adjective, lith·er, lith·est.
Origin of lithe
Examples from the Web for lither
Next beyond this manor of Ely house is Lither lane, turning into the field.
Then higher is Lither lane, turning also to the field, lately replenished with houses built, and so to the bar.
She was like a tigress in a wicker cage, growing hungrier, lither, more gracefully fierce.We Can't Have Everything|Rupert Hughes
One of the men was Pagratide, transformed by anger; seemingly taller, darker, lither.The Lighted Match|Charles Neville Buck
The north dialect also contains the word "lither" meaning sluggish.The Danes in Lancashire and Yorkshire|S. W. Partington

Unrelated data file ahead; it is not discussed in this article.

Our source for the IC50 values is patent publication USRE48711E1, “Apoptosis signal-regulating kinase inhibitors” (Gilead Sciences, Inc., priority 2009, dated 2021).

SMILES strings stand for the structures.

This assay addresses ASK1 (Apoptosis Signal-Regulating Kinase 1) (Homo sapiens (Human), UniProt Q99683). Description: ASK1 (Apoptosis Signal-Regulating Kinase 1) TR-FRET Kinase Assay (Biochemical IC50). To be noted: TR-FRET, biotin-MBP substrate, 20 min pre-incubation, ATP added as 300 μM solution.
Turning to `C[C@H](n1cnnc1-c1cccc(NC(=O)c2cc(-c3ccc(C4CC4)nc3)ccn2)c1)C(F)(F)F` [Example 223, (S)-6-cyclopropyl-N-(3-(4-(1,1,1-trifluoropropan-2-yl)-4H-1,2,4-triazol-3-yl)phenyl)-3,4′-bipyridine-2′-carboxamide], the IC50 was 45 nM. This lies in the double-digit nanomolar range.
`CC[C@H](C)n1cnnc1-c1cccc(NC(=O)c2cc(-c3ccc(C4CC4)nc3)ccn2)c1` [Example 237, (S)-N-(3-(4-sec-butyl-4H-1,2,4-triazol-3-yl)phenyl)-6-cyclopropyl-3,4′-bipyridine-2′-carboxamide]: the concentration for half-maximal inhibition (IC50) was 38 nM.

Word Origin for lithe
Old English liðe "soft, mild, gentle, meek," from Proto-Germanic *linthja- (cf. Old Saxon lithi "soft, mild, gentle," Old High German lindi, German lind, Old Norse linr, with characteristic loss of "n" before "th" in English), from PIE root *lent- "flexible" (cf. Latin lentus "flexible, pliant, slow," Sanskrit lithi). In Middle English, used of the weather. Current sense of "easily flexible" is from c.1300. Related: Litheness.